The Hawk and the Heartbreaker
Gabriella Hawk limped though the skywalks of The Hall. She could have slung her body into her metal skeleton to move quickly and easily, but Gabriella was determined to make use of her waking hours when she could. She wanted to make her body move under her own power. There was no use in being Awake if you couldnâ€™t take advantage of the limitations of the body.
The metal walkways glowed with the soft green light of the thousands of tanks that hung suspended on giant hooks, linked to each other in marvelous chains. When Gabriella first started working in The Hall, she had been amazed at the silence with which the machines could move the great chains of people around in their glass cylinders. She could call any particular person to her, to inspect their pod personally for damage or computer errors. There were never any problems; the system had been automated perfectly for almost a hundred years.
There used to be thousands of Halls, but now, with everyone within the Halls, there were only eight. Eight halls for three billion sleeping people. Gabriella knew all the other caretakers by name. In the World, everyone knew her name, Gabriella the Martyr, giving up ten years of her life to watch over The World.
Inside their cylinders, everyone dreamed a communal dream of The World, where they lived in palaces, worked on art and literature and science, where they sculpted their own bodies and modeled their own sensations. Gabriella found herself trying to adjust her own body for its aches and pains, but the limitations of being Awake meant that her sensations were not under her control.
She noticed things, being Awake, like how dust settled in the metal edges of the walkway and how her hair looked much more fluid than in The World. She learned what bile was after eating some food that didnâ€™t agree with her, and how boring regular bowel movements were. These little things make the experience seem surreal. Most things felt like they were the same, her fingertips still felt the same textures, and he feet were still shocked by cold floors and comforted by soft socks.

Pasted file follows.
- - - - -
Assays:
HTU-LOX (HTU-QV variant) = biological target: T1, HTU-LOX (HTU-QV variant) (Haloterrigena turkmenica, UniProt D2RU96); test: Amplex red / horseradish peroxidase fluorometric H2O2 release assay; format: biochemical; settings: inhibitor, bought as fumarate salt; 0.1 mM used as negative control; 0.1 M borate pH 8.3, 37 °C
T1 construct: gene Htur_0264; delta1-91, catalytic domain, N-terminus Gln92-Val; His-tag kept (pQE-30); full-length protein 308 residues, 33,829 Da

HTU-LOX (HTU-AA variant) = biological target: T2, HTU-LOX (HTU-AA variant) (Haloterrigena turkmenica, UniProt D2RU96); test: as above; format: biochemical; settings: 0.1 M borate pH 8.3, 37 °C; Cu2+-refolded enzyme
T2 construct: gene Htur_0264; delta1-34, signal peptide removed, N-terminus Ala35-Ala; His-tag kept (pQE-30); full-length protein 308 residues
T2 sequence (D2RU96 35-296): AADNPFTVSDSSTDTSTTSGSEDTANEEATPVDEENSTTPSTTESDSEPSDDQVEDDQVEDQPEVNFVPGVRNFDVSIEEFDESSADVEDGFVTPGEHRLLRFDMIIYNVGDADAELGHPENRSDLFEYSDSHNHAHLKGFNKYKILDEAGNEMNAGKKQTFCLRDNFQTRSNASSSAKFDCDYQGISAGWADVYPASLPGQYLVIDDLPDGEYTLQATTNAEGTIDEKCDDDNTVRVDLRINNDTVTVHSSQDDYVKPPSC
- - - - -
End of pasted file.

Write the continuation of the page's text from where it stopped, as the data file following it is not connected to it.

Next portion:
Gabriella called the cylinder of the young man to her station. Calling his cylinder was part of her daily ritual. She checked his diagnostics, and compared his time to hers. In her time, she had moved six months; in his it was five years. She watched a day tick by for him on his timer.
She could have called up a video image of what he was doing, but she didnâ€™t have to look to know. He was with his wife and their child, a rare thing in The World, the fact that children were always planned made them more of a rarity, and the birth rate had plummeted.
Here, on the outside of The World, she did not have to watch him be happy with someone else. Gabriella folded her heart up and left The World to be Awake, cold, weak and losing years of life. To the people in The World, she was a saint, giving up years of her mental life to care for them. Their adoration afforded her a strange comfort. She did not need to touch his skin or smell his boy smell or sleep with her head on his chest. Saints do not need dreams. Saints were for sacrifice.
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